BMO Harris Bank loan collectors have a new tool to help people who are late with payments: a link from the bank’s website to a carefully vetted list of nonprofits and agencies nearby government agencies that can provide assistance such as heating assistance, prescription discounts and food assistance.
The service, which is free for bank customers, comes from a fintech startup called SpringFour which, like BMO Harris, is headquartered in Chicago.
“We believe that when people struggle financially it’s because something is going on in their lives, which makes it important to provide financial institutions with a way to connect and help people get back on track. on the right track,” said Rochelle Gorey, CEO and co-founder. by SpringFour. She got the idea while consulting with a mortgage agent who had a database of foreclosure laws by state.
“What if we could arm them with a list of nonprofits and government agencies that could help in all these different localities where loans are in arrears.”
During the explosion of foreclosures that followed the global financial crisis, consultants knew there were resources that landlords did not. People behind on loan repayments should contact their lenders or credit card companies to see what can be done to lower interest rates or refinance, Gorey said.
“There has been a lot of progress in the industry, and banks are realizing that it makes sense to work with borrowers before they embark on a foreclosure. We are now seeing more single points of contact at the within departments or banks regarding foreclosure information, although there is a lot more to be done. I think it will take a very comprehensive effort; helping borrowers connect to local resources is a good step, but it does not happen enough.
There has been far too much emphasis on financial education and budgeting, she added. “If you’re living paycheck to paycheck, that doesn’t help.”
SpringFour provides direction to agencies and the Deputy Government Office as close to a customer’s zip code as possible. It covers 25 categories of assistance ranging from immigration support to home repair loan and grant programs and legal services. He finds food, finance and employment to be the top searches.
COVID-19 resources added
In response to the pandemic, it has added 2,500 Covid-19 resources, including food banks and government benefits and Covid-19 financial resources such as information on unemployment benefits, small business assistance and loans and grants.
The business is a B corporation, which means it must demonstrate that it has a positive social impact and meets certain business practice criteria, including environmental impact.
Financial companies — banks, auto lenders, credit card companies, fintech lenders and mortgage companies — pay for the service based on the number of seats using it, not the number of referrals. It’s cloud-based, so businesses can link to it and not worry about integrating it with existing technology.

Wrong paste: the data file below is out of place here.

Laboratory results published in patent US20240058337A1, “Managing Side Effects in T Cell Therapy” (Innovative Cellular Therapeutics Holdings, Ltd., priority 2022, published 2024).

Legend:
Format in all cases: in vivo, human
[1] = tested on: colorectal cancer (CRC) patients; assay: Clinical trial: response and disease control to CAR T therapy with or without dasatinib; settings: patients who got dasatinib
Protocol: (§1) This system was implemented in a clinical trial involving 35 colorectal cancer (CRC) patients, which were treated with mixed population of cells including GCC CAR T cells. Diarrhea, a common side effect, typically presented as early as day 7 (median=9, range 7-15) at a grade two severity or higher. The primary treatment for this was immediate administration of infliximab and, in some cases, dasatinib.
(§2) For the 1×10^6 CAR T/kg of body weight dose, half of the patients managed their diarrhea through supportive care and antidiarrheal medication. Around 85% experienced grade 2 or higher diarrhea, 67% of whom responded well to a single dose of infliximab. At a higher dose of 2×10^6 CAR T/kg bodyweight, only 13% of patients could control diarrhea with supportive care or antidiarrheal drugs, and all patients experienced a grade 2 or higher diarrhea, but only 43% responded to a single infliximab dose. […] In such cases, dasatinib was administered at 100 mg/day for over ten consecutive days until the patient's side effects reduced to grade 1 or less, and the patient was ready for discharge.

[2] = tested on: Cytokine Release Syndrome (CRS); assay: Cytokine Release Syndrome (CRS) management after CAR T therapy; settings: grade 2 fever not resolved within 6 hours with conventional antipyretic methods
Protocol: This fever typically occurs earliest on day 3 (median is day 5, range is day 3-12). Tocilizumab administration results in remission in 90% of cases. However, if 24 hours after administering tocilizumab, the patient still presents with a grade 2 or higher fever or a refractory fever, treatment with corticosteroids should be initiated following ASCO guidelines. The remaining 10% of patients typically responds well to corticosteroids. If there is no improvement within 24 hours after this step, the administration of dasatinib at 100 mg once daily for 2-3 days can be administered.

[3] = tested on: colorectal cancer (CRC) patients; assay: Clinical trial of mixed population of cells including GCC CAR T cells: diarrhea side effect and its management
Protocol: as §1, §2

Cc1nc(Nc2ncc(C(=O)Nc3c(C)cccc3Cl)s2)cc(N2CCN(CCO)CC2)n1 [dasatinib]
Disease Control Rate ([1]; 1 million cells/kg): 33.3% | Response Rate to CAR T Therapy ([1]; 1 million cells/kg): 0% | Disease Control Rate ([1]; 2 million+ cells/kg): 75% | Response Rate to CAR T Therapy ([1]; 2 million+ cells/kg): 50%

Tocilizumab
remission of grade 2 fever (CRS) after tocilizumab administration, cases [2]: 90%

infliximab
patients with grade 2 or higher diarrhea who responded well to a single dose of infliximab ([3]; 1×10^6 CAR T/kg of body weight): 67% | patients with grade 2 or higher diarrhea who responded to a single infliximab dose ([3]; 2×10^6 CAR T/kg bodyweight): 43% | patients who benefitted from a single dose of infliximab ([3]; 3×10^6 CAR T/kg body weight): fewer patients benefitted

“Last year we did 1.2 million referrals, and so far this year we’ve done over 4 million, May was our biggest month with half a million.”
BMO Harris has it on its COVID-19 page and has seen a 500% increase in referrals, she added.
“People want to know where to go for help, and there are a lot of scams. We want to make sure we provide reliable resources.
SpringFour currently offers information on over 15,000 social, government, and community service nonprofit organizations that have been carefully assessed and approved.
The company participated in BMO Harris’ first fintech mentorship program, said Ben Schack, head of digital partnerships at the bank.
“During this program, we got to know them outside of a sales cycle, which gave us the opportunity to get to know the management team and the product. This is well aligned with our brand. which promises that we are here to help.
The bank also saw a business case in improving repayment rates in tough times, like the government shutdown in 2018 that impacted federal employees, and now COVID 19.
“We can make SpringFour resources highly available to our customers when they need them,” Schack added. “We’ve measured customers who accept SpringFour referrals and they’re much better able to actualize their loans.”
Customers can find SpringFour on the website, but it’s often at the suggestion of a collections representative during a call.
“We intuitively know that if a customer is unable to pay a car loan or mortgage, that’s probably not the only problem they have. During the conversation with a customer, the representative may tell a customer that they seem to be having trouble with their expenses and offer to help an approved nonprofit or government organization. SpringFour could direct them to financial advice, but also to resources that could help them cover their utility costs, food costs or medical expenses.
Customers are pleasantly surprised that a bank offers help, he said. Several said they had never heard this from a bank before. A borrower who had fallen behind on a car loan told the collections representative on a follow-up call that he used SpringFour’s referrals and got a job and would soon be back on his feet and working. payment day.
“Collections conversations aren’t easy for either party,” Schack added. “I think our agents appreciate being able to offer real help at a time when customers need it.”
The obvious place to use SpringFour is in collections and loans, Schack said.
“During the pandemic, we have positioned SpringFour as part of our COVID messaging and have seen a surge in usage. More and more we’re seeing that while collections can be the natural home, our customer experience team is certainly interested in how that works, and we’re also talking about product usage in loan conversations and the general financial health.